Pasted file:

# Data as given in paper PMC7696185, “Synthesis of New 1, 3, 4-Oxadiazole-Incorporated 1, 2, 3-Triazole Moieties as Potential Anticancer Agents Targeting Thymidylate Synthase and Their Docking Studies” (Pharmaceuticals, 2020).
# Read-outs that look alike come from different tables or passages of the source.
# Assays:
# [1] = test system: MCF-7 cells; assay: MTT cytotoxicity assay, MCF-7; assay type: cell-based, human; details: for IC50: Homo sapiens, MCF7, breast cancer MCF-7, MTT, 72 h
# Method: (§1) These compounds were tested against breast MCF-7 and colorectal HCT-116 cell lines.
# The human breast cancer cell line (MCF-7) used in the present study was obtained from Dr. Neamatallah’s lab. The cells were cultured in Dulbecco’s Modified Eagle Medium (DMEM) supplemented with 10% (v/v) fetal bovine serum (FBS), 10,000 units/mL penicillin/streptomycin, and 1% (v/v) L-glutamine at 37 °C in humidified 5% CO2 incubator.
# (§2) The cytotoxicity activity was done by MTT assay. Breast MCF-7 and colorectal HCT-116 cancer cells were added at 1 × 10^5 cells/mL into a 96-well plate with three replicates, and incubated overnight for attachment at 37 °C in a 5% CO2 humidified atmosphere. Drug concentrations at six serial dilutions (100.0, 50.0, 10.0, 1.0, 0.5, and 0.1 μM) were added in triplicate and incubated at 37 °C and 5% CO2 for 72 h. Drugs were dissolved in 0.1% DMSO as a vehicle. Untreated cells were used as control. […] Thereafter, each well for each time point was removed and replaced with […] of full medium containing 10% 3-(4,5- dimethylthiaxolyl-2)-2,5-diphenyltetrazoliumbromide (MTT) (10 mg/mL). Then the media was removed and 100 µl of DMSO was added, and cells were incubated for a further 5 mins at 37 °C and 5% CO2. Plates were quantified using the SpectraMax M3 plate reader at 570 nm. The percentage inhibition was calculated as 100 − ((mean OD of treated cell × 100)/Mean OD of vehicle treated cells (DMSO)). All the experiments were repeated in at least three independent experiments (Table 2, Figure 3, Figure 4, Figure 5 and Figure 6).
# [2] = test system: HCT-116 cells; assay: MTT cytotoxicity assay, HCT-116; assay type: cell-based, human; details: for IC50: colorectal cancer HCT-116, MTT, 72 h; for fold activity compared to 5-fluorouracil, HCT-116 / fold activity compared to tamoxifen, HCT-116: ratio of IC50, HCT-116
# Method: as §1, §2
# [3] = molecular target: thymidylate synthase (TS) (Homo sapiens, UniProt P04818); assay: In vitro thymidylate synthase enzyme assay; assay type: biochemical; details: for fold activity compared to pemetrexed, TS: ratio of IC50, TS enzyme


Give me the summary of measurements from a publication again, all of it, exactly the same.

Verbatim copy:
# Data as given in paper PMC7696185, “Synthesis of New 1, 3, 4-Oxadiazole-Incorporated 1, 2, 3-Triazole Moieties as Potential Anticancer Agents Targeting Thymidylate Synthase and Their Docking Studies” (Pharmaceuticals, 2020).
# Read-outs that look alike come from different tables or passages of the source.
# Assays:
# [1] = test system: MCF-7 cells; assay: MTT cytotoxicity assay, MCF-7; assay type: cell-based, human; details: for IC50: Homo sapiens, MCF7, breast cancer MCF-7, MTT, 72 h
# Method: (§1) These compounds were tested against breast MCF-7 and colorectal HCT-116 cell lines.
# The human breast cancer cell line (MCF-7) used in the present study was obtained from Dr. Neamatallah’s lab. The cells were cultured in Dulbecco’s Modified Eagle Medium (DMEM) supplemented with 10% (v/v) fetal bovine serum (FBS), 10,000 units/mL penicillin/streptomycin, and 1% (v/v) L-glutamine at 37 °C in humidified 5% CO2 incubator.
# (§2) The cytotoxicity activity was done by MTT assay. Breast MCF-7 and colorectal HCT-116 cancer cells were added at 1 × 10^5 cells/mL into a 96-well plate with three replicates, and incubated overnight for attachment at 37 °C in a 5% CO2 humidified atmosphere. Drug concentrations at six serial dilutions (100.0, 50.0, 10.0, 1.0, 0.5, and 0.1 μM) were added in triplicate and incubated at 37 °C and 5% CO2 for 72 h. Drugs were dissolved in 0.1% DMSO as a vehicle. Untreated cells were used as control. […] Thereafter, each well for each time point was removed and replaced with […] of full medium containing 10% 3-(4,5- dimethylthiaxolyl-2)-2,5-diphenyltetrazoliumbromide (MTT) (10 mg/mL). Then the media was removed and 100 µl of DMSO was added, and cells were incubated for a further 5 mins at 37 °C and 5% CO2. Plates were quantified using the SpectraMax M3 plate reader at 570 nm. The percentage inhibition was calculated as 100 − ((mean OD of treated cell × 100)/Mean OD of vehicle treated cells (DMSO)). All the experiments were repeated in at least three independent experiments (Table 2, Figure 3, Figure 4, Figure 5 and Figure 6).
# [2] = test system: HCT-116 cells; assay: MTT cytotoxicity assay, HCT-116; assay type: cell-based, human; details: for IC50: colorectal cancer HCT-116, MTT, 72 h; for fold activity compared to 5-fluorouracil, HCT-116 / fold activity compared to tamoxifen, HCT-116: ratio of IC50, HCT-116
# Method: as §1, §2
# [3] = molecular target: thymidylate synthase (TS) (Homo sapiens, UniProt P04818); assay: In vitro thymidylate synthase enzyme assay; assay type: biochemical; details: for fold activity compared to pemetrexed, TS: ratio of IC50, TS enzyme